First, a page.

Punjab – the very land of the Sikh Empire – that took over 200 years for the British to overpower and colonise after they had already subjugated the rest of the Indian subcontinent, was solid proof that it could take a matter of just half a decade at most for the Sikhs to win back their land and for the rest of India. So they had to limit their physical prowess by weakening the defence of the ordinary Sikh, especially when even a handful could overpower an enemy of thousands at a time, as proven through history.

So what really makes the Kirpan still relevant today, regardless of its size and relative ‘harmlessness’ before weapons of ‘greater’ calibre? The reason is simple – simplicity.

The Kirpan is the most basic weapon of defence that can be used when all else fails to protect the life of self or of another. It needs no reloading, it doesn’t splinter, nor backfire. It’s timeless, it’s not subject to becoming obsolete. It is so basic, a Khalsa hardly even feels it as part of their uniform as it is just right in size and unobstructive concept. It is worn within easy reach and doesn’t need to be prepared.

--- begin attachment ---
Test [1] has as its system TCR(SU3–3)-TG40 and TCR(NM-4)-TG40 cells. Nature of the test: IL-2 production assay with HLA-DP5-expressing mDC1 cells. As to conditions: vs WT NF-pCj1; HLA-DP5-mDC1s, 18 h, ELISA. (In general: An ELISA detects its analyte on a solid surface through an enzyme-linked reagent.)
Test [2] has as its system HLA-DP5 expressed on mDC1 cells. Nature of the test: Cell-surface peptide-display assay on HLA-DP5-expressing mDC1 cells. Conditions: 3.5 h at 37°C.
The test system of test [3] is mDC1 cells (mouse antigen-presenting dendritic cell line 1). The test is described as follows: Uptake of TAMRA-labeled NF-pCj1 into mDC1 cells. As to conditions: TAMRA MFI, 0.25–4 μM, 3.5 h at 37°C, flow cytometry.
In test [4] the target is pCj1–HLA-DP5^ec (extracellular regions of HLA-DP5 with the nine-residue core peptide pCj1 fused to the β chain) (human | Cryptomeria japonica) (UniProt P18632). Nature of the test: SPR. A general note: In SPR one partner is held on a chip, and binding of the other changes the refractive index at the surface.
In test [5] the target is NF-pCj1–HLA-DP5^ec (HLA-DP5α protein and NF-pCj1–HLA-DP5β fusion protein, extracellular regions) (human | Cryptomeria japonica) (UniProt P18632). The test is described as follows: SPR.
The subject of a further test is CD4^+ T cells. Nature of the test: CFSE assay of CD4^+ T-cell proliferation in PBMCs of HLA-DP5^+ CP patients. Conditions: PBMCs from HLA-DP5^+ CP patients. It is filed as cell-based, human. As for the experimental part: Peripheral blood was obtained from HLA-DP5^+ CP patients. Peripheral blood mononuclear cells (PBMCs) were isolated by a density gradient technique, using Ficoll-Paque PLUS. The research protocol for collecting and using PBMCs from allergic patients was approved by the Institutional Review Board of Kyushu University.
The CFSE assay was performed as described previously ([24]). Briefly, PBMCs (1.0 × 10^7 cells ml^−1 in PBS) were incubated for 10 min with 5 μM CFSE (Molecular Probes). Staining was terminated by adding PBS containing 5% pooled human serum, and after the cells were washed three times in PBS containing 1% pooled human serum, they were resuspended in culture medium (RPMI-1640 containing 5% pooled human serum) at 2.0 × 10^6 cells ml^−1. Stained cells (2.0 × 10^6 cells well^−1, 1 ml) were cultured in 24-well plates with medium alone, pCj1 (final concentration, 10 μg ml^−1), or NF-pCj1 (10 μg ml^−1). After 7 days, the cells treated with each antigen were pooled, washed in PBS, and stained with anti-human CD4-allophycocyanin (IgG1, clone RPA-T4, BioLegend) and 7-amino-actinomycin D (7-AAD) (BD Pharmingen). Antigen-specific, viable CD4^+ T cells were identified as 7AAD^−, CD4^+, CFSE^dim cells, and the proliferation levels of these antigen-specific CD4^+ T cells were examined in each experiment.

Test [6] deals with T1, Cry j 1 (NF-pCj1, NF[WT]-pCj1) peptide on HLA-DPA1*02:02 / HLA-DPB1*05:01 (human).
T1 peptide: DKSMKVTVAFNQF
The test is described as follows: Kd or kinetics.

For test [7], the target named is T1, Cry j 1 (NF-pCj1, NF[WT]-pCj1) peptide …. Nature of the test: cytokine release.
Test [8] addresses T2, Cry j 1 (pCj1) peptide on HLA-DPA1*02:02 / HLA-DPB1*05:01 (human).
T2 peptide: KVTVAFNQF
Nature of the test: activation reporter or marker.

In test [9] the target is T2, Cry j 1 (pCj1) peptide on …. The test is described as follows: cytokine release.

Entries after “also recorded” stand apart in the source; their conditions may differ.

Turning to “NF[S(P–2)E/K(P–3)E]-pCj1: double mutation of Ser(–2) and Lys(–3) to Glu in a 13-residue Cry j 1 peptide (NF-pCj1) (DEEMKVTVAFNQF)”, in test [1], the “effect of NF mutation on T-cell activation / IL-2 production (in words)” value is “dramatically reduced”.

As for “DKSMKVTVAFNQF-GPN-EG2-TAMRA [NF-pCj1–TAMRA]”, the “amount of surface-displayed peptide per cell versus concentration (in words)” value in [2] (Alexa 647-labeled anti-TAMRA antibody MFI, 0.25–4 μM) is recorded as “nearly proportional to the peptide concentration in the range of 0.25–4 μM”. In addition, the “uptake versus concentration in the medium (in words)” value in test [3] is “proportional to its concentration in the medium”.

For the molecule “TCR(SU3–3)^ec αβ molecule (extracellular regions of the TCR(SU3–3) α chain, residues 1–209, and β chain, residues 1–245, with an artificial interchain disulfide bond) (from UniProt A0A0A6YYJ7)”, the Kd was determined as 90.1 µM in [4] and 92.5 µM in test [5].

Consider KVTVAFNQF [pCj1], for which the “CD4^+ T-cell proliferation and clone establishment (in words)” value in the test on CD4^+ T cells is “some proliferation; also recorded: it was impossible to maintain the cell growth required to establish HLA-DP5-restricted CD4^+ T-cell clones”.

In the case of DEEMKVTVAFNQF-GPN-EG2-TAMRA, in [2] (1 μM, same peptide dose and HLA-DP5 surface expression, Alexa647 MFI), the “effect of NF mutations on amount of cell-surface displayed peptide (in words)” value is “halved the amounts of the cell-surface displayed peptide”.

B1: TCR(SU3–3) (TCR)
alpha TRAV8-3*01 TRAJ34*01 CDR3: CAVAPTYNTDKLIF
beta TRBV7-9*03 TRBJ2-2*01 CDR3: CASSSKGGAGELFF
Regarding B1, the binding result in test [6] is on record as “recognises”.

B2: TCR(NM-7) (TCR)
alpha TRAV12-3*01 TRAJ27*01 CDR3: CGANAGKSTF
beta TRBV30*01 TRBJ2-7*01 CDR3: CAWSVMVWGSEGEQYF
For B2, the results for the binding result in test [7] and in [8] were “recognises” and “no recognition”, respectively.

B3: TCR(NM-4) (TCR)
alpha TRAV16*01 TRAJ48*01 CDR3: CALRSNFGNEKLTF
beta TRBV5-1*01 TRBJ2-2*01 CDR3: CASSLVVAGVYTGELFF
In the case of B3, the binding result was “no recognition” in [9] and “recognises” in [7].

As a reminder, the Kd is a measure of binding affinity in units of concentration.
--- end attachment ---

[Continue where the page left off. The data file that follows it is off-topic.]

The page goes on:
The 5Ks – Kirpan, Kanga, Kaccherra, Kara and Kes (or Keski) are all so basic, that it beats reason why people still cannot understand them in the age of ‘intellectualism’. It’s all about understanding the message of the Guru and not to question his thinking.

Sikhi is simply the ‘game of love’ for trusting and following what the Guru designed for us in the package of Sikhi that was put together carefully over 240 years. It’s the collective work and sacrifice of 10 masters who shared the same spirit and ideal of Sikhi that gave Khalsa the form that it has today, and will remain, so long as there is life on this earth.

Visitation of Guru Gobind Singh in Makindu